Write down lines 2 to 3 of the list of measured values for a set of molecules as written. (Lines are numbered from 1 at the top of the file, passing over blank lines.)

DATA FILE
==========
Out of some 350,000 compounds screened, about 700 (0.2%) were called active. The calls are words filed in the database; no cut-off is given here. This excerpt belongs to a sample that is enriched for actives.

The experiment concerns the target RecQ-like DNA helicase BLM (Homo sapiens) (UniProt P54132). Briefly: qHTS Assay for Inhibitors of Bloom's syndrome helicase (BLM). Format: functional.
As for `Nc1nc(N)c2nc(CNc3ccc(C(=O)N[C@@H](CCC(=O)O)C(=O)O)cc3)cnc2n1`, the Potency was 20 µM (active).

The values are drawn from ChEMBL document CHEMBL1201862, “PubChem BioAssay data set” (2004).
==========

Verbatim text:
The experiment concerns the target RecQ-like DNA helicase BLM (Homo sapiens) (UniProt P54132). Briefly: qHTS Assay for Inhibitors of Bloom's syndrome helicase (BLM). Format: functional.
As for `Nc1nc(N)c2nc(CNc3ccc(C(=O)N[C@@H](CCC(=O)O)C(=O)O)cc3)cnc2n1`, the Potency was 20 µM (active).